Regarding the appearance of the eye moving it is truly an appearance. Prism cannot move the eye but it moves the image. Prism will always make the eye appear to be more deviated than it really is, but again this is an appearance of the image.

I will always say that second opinions are fair. The eye dilation should have occurred after the check for prescription and prism. Don't feel that you're being picky, it's your eyes and it is the responsibility of your doctor to get things right for you. I'd start with the optometrist who prescribed the prism. He should check you again at no charge. If there are still questions or concerns I'd perhaps try to find an optometrist who focuses in binocular vision. Some of the best binocular vision doctors can be found at the major medical schools. Hopefully there is one close by.

Please don't hesitate to contact me again for further follow-up.
Please consider leaving a positive rating. This is the only way we are compensated for our time on this site. Thanks again.
Do you have any additional questions? I am more than happy to assist you further. Please consider leaving a positive rating once your question has been answered in full. Thanks.
Customer: replied 5 years ago.

I don't believe I have suppression. Although my 3D vision may have decreased slightly I can still see out of both eyes with and without glasses. I do also see that my right eye does point up more than my left with the glasses on. It is not a perception thing. My eyes are not stationary on the diplopia, they move. My brain adjusts and the eyes move. When I take the glasses off, I see double for a minute or so and then I adjust and see a single vision again (with both eyes). When I put the glasses back on, I see double again and then a single image after a few seconds. I can force the double vision by closing my eyes and relaxing them and then opening them without focusing.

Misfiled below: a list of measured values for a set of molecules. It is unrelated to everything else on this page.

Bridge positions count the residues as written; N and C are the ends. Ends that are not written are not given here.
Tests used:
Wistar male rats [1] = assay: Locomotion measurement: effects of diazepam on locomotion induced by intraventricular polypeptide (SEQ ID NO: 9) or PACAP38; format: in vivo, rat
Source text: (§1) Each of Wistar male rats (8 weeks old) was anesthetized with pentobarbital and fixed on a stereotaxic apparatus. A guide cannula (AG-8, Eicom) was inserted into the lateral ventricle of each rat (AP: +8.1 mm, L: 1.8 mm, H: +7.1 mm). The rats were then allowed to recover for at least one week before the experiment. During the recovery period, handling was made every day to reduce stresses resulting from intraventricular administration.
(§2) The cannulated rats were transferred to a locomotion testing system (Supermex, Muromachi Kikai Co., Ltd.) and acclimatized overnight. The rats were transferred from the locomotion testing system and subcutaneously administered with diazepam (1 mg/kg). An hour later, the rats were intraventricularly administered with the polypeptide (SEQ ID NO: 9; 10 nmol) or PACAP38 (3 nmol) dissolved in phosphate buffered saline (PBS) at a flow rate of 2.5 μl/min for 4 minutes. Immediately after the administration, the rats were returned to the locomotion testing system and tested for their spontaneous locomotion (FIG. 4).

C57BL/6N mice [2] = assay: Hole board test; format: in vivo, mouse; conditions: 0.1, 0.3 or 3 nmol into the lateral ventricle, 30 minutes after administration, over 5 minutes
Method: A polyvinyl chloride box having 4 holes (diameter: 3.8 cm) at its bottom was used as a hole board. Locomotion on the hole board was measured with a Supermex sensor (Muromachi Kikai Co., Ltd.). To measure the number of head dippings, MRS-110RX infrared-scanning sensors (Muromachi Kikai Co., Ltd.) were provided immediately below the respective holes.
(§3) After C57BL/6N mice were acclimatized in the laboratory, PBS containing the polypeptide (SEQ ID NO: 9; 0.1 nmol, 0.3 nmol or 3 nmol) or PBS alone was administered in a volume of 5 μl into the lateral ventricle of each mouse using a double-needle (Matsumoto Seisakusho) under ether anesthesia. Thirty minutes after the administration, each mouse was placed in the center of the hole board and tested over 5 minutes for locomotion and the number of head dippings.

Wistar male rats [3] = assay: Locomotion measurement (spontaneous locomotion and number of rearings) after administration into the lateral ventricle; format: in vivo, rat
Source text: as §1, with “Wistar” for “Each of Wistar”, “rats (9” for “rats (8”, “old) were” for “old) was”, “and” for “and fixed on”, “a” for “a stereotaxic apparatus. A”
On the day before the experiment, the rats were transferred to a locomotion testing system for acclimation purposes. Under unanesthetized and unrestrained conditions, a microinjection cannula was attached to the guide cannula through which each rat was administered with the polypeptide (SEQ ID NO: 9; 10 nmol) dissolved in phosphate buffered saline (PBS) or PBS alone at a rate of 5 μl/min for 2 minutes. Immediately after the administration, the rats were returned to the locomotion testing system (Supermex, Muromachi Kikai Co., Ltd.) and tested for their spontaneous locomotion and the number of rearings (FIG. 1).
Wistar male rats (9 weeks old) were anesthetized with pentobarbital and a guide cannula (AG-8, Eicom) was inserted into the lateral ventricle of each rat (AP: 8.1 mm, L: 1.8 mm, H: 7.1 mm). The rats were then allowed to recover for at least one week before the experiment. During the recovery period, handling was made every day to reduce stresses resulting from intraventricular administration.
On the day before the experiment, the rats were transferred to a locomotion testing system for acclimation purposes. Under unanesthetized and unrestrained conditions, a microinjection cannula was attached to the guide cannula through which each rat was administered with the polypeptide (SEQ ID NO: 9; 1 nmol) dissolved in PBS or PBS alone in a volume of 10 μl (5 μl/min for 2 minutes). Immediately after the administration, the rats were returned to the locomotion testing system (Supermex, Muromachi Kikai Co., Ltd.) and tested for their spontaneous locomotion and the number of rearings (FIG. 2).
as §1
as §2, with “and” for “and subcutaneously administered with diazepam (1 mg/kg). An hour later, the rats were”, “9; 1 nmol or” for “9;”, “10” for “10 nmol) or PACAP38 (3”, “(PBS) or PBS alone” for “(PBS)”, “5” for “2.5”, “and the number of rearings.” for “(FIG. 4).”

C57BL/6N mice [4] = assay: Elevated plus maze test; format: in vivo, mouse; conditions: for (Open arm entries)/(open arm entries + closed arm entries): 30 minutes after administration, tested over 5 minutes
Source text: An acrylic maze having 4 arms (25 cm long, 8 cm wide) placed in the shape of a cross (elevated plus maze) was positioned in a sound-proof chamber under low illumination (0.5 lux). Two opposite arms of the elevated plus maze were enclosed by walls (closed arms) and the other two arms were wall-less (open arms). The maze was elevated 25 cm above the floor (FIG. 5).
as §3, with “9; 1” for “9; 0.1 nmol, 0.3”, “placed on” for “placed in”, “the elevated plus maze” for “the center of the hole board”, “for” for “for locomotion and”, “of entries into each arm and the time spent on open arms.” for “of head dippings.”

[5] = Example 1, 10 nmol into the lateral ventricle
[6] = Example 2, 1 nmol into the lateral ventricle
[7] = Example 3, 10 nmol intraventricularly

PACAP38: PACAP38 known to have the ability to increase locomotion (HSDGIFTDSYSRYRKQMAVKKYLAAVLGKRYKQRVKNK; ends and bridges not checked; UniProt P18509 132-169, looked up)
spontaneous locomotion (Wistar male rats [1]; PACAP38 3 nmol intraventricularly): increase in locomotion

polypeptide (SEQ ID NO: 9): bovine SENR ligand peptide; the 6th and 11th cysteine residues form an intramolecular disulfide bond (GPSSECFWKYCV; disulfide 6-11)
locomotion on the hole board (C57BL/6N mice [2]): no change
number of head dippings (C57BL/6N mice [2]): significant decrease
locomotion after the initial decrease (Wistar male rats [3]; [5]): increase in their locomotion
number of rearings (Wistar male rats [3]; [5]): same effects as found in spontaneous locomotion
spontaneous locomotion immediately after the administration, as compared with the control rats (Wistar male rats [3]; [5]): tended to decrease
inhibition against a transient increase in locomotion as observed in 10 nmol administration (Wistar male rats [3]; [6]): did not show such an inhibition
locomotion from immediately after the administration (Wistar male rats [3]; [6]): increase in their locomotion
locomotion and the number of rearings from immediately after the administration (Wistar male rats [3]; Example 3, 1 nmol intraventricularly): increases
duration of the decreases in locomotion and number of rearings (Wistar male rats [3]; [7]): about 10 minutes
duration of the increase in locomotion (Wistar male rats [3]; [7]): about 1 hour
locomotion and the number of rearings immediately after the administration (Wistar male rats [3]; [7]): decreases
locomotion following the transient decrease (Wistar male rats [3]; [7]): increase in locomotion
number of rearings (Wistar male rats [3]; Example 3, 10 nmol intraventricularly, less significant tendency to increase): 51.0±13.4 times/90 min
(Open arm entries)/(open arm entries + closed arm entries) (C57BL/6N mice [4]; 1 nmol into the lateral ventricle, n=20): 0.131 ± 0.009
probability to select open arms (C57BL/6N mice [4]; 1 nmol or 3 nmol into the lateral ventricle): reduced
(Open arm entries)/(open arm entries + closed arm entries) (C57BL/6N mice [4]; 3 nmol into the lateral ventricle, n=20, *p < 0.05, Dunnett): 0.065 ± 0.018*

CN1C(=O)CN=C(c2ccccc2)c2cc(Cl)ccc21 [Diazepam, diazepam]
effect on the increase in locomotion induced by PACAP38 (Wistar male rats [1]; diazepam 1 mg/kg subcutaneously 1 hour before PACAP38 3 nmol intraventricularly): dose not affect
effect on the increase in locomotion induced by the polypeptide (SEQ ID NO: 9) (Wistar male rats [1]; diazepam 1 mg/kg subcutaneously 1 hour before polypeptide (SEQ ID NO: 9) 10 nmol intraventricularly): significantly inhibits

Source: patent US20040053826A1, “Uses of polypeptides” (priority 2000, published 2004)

I have setup an appointment with an opthamologist, but unfortunately I cannot get in for 3 months (they are booked). I am also trying to consult back with the eye doctor that prescribed the glasses.

It's a complicated case and I'm not ready to where these glasses until I know they are the best thing for me.

It is very very good that you are able to overcome the double vision when putting on AND taking off the glasses. Again, if the prism amount was measured correctly these spectacles should help keep your vision clear and single without as much effort. You may be very correct in your assessment of not suppressing the image (this will be determined at your eye exam.) I still recommend wearing the spectacles as much as possible for a couple of weeks to allow the best opportunity for your brain to adapt. Mistakes can be made, but when a doctor prescribes prism (s)he should be confident in the assessment. Unless there is a strong suspicion of a mistake then these spectacles should help in theory. It will not hurt to wear them (unless suppression is broken down, which should have been checked for prior to the rx of prism.) Please let me know if you still have further concerns. I appreciate the opportunity to assist you. Again, I hope you will find this information useful and rate your experience appropriately. Thanks again.